Diesel drought drives new oil tech
Innovation comes to the rescue of fuel shortages
In just five years we have gone from an oversupply of fossil fuels to a critical shortage of the one fuel we need for everything – diesel.
Diesel has been reliably powering trucks, heavy machinery, farming, and mining for over a century. Its high energy density and ease of transport has made it the fuel of choice for everything from shipping to the military to backup power generation. For versatility and bang for the buck (or joule for the dollar), it’s hard to beat diesel. And diesel is one of the primary products from oil refineries, so it’s abundant too.
Until now. With climate activism at its peak and banks too nervous to invest in fossil fuels, new oil projects are just holes in the ground, and global refinery capacity has slumped. That’s the biggest problem, because even with a glut of crude, only about 20% emerges as diesel after the ‘crack’, and diesel is the one liquid fuel everybody wants.
Sure, there have been attempts to use green ammonia for farm tractors and hydrogen for semi-trucks, but the vast majority of transportation, agriculture, and mine equipment still uses diesel. And the minerals and construction for solar and wind farms, as well as batteries for electric cars, all need diesel. With limited supply, prices have surged, making technology solutions commercially viable.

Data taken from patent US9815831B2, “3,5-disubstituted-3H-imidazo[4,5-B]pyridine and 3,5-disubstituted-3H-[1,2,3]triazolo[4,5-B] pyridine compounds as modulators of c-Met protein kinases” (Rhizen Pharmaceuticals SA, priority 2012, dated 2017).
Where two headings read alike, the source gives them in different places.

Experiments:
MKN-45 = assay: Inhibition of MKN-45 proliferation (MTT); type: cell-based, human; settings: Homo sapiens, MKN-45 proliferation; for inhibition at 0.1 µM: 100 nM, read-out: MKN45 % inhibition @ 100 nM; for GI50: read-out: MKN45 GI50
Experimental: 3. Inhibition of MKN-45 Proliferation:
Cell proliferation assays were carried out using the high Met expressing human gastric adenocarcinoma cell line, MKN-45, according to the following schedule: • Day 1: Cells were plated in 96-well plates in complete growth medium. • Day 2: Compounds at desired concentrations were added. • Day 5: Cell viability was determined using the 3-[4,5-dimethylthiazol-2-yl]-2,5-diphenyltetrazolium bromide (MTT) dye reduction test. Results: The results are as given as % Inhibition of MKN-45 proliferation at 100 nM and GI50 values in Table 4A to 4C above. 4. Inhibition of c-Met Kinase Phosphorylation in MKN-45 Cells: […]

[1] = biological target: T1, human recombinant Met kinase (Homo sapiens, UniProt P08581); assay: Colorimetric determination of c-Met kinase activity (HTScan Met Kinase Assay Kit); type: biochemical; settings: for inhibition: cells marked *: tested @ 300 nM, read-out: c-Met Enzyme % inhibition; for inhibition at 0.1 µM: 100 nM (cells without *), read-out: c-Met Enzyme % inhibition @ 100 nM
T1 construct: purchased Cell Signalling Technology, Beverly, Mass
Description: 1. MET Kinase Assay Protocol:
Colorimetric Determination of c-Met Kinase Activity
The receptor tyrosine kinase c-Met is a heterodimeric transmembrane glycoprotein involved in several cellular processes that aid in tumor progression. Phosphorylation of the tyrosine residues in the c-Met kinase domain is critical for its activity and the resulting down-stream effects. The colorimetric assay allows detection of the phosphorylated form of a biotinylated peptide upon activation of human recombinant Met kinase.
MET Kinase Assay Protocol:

First off is a resurgence in gas-to-liquid production. Clean diesel can easily be produced from natural gas, and it’s less polluting than diesel from crude. But the plants are massive to benefit from economies of scale, and can’t be switched on and off to meet demand peaks and troughs. You’re looking at multi-decade investments of multi-billion-dollar amounts; and then gas is still tarred with a ‘fossil fuel’ brush.
More exciting are the recent breakthroughs producing complex hydrocarbons from genetically engineered organisms – microbes and bacteria. Basically, you feed them effluent and farm waste, and the mutant bugs excrete diesel and jet fuel. Which cuts down on methane from rotting garbage, so it’s good for the climate too.
As the world moves to electric cars and solar power, we still need fuel for the heavy lifting, and diesel from natural gas and bioreactor plants is so successful it’s being called the “New Oil.”
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